Against this nonsense Shapiro's work is a healthy dose of Stratfordian reality. Recommended.

William Rufus (The Yale English Monarchs Series)
William Rufus (The Yale English Monarchs Series)
by Frank Barlow
Edition: Paperback
Price: £16.59

2 of 4 people found the following review helpful
4.0 out of 5 stars Solid scholarly history but a bit dry, 13 Aug. 2011
I found this to be an interesting read. The late Frank Barlow gives a full account of William Rufus - his character, personality, and his reign. This book is probably more than a strict biography of the king - it is also a good accont of post-Conquest England, how the country was run, its relations with the Papacy, the French kings, Welsh principalities (with the Norman incursions into the Marcher lands), and Scotland. Norman fiscal policy is also very minutely detailed (probably the driest section of the book - but esential for any serious study).

William II comes across as a highly competent king, overcoming two rebellions relatively easy and extending his power into Normandy at the expense of his elder brother. He managed to keep the baronage largely onside and loyal, and had the knack of appointing competent churchmen and henchmen as advisors and administrators. He has often seen as greedy in keeping the bishoprics and abbacies empty in order to draw their revenues, but although he in some cases did this, this was no different to other monarchs of the time.

In summary I would recommend this, even though it can be a bit dry and you can sometimes be reading a list of witnesses to charters issued by the king - a lot of which is rather repititious and unnecessary.

The Lucifer Code (Thomas Lourdes)
The Lucifer Code (Thomas Lourdes)
by Charles Brokaw
Edition: Paperback
Price: £6.99

1 of 1 people found the following review helpful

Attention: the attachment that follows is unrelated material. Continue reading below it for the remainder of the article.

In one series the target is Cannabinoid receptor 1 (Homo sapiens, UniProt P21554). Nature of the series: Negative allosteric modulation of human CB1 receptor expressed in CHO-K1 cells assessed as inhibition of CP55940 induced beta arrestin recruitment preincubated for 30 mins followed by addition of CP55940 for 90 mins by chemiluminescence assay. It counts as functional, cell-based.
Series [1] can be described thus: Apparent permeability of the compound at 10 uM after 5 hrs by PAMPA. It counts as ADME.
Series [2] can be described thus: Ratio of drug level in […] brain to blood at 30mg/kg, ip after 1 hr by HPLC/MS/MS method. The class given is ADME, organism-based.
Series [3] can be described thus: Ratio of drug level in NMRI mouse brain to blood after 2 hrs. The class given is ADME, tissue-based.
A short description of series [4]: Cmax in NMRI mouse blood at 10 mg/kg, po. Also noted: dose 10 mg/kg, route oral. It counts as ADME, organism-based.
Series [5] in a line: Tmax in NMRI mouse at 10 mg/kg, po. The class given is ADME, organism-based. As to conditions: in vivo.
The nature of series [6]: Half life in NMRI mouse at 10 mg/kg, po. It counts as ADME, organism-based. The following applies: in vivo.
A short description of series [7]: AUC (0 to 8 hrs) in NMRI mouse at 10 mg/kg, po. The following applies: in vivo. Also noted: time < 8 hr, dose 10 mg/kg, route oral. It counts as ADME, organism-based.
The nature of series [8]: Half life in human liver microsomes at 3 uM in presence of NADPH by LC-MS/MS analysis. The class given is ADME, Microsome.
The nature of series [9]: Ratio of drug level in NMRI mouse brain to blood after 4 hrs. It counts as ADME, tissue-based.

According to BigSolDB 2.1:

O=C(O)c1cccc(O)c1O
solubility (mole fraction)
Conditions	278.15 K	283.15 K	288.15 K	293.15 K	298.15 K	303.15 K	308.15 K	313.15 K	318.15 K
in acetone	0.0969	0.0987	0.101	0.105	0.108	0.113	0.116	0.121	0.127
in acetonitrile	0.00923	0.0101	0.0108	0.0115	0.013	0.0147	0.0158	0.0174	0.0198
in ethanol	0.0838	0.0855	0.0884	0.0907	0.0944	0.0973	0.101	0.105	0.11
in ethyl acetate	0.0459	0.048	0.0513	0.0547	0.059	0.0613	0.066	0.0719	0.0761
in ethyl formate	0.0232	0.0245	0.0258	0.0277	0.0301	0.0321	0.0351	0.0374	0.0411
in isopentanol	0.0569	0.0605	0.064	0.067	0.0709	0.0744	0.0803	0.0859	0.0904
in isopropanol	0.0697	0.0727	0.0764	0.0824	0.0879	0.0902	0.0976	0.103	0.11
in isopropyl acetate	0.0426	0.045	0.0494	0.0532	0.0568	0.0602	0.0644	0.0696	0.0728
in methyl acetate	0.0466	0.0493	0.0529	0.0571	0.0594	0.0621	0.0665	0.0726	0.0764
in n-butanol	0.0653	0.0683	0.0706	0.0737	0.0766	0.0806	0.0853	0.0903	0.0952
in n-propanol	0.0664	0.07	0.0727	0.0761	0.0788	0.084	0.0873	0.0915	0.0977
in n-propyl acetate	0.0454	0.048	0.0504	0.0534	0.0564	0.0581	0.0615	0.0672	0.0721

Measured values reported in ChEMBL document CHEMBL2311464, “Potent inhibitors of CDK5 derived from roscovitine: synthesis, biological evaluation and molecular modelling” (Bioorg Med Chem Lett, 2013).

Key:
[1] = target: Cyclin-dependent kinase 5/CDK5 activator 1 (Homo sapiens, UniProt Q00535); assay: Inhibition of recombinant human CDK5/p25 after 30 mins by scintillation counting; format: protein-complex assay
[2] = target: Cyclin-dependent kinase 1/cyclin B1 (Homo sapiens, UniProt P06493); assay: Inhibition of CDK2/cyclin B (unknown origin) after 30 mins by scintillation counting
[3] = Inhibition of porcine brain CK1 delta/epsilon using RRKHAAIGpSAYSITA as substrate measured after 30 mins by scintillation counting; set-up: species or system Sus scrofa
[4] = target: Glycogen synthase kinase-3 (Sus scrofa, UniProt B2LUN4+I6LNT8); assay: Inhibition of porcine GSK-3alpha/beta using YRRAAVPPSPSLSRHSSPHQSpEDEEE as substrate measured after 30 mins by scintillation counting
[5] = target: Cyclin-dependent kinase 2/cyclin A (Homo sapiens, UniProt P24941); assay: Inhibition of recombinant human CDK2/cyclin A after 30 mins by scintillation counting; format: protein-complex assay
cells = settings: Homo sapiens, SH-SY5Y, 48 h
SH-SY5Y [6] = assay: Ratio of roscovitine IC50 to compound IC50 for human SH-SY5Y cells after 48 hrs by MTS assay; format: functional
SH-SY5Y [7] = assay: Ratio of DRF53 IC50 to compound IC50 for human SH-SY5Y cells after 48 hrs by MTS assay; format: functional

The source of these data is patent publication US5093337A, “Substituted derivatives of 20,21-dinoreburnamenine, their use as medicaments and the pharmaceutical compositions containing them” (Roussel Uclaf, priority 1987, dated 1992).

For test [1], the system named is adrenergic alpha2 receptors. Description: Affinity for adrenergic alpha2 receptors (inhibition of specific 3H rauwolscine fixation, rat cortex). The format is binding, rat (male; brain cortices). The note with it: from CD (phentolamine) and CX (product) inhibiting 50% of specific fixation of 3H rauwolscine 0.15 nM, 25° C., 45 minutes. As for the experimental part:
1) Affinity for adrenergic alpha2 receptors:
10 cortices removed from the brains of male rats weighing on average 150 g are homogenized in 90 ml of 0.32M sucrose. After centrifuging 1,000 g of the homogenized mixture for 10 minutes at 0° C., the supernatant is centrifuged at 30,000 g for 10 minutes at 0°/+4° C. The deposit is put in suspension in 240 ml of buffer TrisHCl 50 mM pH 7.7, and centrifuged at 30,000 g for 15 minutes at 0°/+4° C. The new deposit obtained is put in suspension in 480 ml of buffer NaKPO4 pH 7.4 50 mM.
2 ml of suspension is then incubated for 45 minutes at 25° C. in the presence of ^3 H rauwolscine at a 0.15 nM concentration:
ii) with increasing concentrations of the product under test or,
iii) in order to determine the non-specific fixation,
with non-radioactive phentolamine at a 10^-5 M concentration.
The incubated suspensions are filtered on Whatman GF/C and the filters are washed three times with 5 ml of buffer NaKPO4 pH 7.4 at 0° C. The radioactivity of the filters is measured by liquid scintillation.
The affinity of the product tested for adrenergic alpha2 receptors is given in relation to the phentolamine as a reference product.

1.0 out of 5 stars Best forgotten, 10 July 2011
I'm afraid that I have to agree with all the negative reviews regarding this novel. This was a simple, straight-forward read, but the ending was a total let-down. As another reviewer said, this ending involves the supernatural, which is not only irrational but also rather insulting to the reader. I do enjoy the religious/historical thriller genre, so I expect to suspend some disbelief, but not so much as to go against all rationality.

This book is also full of typos, rather too many. In many cases words are left out of sentences due to poor editing or proof-reading. This is not the author's fault, but it is does not add to the potential enjoyment of the book. Very sloppy. In common with this genre, we have the usual treasure/scroll hunt, some secret millenia of years old, some dodgy and corrupt politicians, and sinister baddies who endlessly chase after the good guys.

The good guys in this case include Professor Thomas Lourds, a Harvard ancient languages expert; his erstwhile kidnapper Cleena McKenna, fellow Professor Olympia Adnan (both women are naturally stunningly attractive) and a shadowy Brotherhood. Lourds, McKenna and Adnan are not partucularly likeable, and not well fleshed-out. Lourds is meant to be the hero of the novel, but he comes across as a lecherous sex-maniac, seemingly equally smart and thick. Despite trying to solve a two-thousand year old riddle, being kidnapped, shot at and drugged, he still finds time to flirt with the ladies and bed both, including his kidnapper. Pathetic.